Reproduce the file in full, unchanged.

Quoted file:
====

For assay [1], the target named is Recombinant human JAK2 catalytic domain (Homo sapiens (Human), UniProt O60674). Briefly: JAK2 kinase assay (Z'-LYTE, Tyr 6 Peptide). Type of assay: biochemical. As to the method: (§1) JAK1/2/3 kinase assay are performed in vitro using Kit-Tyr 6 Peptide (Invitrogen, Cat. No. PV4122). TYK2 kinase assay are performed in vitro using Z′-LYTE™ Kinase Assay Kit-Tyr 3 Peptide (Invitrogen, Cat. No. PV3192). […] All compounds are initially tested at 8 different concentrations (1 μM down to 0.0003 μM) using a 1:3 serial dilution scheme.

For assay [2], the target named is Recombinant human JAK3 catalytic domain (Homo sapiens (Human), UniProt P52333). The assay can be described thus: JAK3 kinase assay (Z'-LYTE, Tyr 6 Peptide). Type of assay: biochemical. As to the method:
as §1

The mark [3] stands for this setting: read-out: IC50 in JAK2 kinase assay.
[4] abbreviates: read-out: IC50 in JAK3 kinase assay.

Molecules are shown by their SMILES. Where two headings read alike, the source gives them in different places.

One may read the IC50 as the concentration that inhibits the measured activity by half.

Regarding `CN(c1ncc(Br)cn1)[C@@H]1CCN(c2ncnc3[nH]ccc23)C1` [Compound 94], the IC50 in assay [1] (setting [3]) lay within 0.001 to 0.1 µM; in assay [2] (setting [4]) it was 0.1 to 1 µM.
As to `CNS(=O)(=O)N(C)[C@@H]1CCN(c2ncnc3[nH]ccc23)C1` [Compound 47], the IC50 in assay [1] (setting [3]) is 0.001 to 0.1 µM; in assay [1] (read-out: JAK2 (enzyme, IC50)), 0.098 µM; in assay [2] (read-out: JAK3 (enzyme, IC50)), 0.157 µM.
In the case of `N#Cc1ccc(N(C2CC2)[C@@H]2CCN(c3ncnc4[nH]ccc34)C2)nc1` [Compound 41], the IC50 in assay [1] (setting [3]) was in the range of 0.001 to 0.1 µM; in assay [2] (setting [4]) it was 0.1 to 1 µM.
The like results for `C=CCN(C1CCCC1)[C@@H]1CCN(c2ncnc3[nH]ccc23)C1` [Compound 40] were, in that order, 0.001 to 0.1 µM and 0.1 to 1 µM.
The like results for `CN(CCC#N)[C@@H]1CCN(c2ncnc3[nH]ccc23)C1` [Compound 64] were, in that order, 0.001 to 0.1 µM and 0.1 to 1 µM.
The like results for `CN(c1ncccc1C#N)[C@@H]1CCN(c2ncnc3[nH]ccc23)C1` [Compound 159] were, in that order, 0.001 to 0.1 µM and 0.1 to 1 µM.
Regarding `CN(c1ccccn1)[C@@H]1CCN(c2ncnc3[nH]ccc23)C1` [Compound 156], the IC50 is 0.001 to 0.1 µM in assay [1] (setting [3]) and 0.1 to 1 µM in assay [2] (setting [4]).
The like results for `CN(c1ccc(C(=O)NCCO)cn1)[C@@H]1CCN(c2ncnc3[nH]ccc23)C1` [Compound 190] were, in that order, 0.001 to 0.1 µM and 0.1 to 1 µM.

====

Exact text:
For assay [1], the target named is Recombinant human JAK2 catalytic domain (Homo sapiens (Human), UniProt O60674). Briefly: JAK2 kinase assay (Z'-LYTE, Tyr 6 Peptide). Type of assay: biochemical. As to the method: (§1) JAK1/2/3 kinase assay are performed in vitro using Kit-Tyr 6 Peptide (Invitrogen, Cat. No. PV4122). TYK2 kinase assay are performed in vitro using Z′-LYTE™ Kinase Assay Kit-Tyr 3 Peptide (Invitrogen, Cat. No. PV3192). […] All compounds are initially tested at 8 different concentrations (1 μM down to 0.0003 μM) using a 1:3 serial dilution scheme.

For assay [2], the target named is Recombinant human JAK3 catalytic domain (Homo sapiens (Human), UniProt P52333). The assay can be described thus: JAK3 kinase assay (Z'-LYTE, Tyr 6 Peptide). Type of assay: biochemical. As to the method:
as §1

The mark [3] stands for this setting: read-out: IC50 in JAK2 kinase assay.
[4] abbreviates: read-out: IC50 in JAK3 kinase assay.

Molecules are shown by their SMILES. Where two headings read alike, the source gives them in different places.

One may read the IC50 as the concentration that inhibits the measured activity by half.

Regarding `CN(c1ncc(Br)cn1)[C@@H]1CCN(c2ncnc3[nH]ccc23)C1` [Compound 94], the IC50 in assay [1] (setting [3]) lay within 0.001 to 0.1 µM; in assay [2] (setting [4]) it was 0.1 to 1 µM.
As to `CNS(=O)(=O)N(C)[C@@H]1CCN(c2ncnc3[nH]ccc23)C1` [Compound 47], the IC50 in assay [1] (setting [3]) is 0.001 to 0.1 µM; in assay [1] (read-out: JAK2 (enzyme, IC50)), 0.098 µM; in assay [2] (read-out: JAK3 (enzyme, IC50)), 0.157 µM.
In the case of `N#Cc1ccc(N(C2CC2)[C@@H]2CCN(c3ncnc4[nH]ccc34)C2)nc1` [Compound 41], the IC50 in assay [1] (setting [3]) was in the range of 0.001 to 0.1 µM; in assay [2] (setting [4]) it was 0.1 to 1 µM.
The like results for `C=CCN(C1CCCC1)[C@@H]1CCN(c2ncnc3[nH]ccc23)C1` [Compound 40] were, in that order, 0.001 to 0.1 µM and 0.1 to 1 µM.
The like results for `CN(CCC#N)[C@@H]1CCN(c2ncnc3[nH]ccc23)C1` [Compound 64] were, in that order, 0.001 to 0.1 µM and 0.1 to 1 µM.
The like results for `CN(c1ncccc1C#N)[C@@H]1CCN(c2ncnc3[nH]ccc23)C1` [Compound 159] were, in that order, 0.001 to 0.1 µM and 0.1 to 1 µM.
Regarding `CN(c1ccccn1)[C@@H]1CCN(c2ncnc3[nH]ccc23)C1` [Compound 156], the IC50 is 0.001 to 0.1 µM in assay [1] (setting [3]) and 0.1 to 1 µM in assay [2] (setting [4]).
The like results for `CN(c1ccc(C(=O)NCCO)cn1)[C@@H]1CCN(c2ncnc3[nH]ccc23)C1` [Compound 190] were, in that order, 0.001 to 0.1 µM and 0.1 to 1 µM.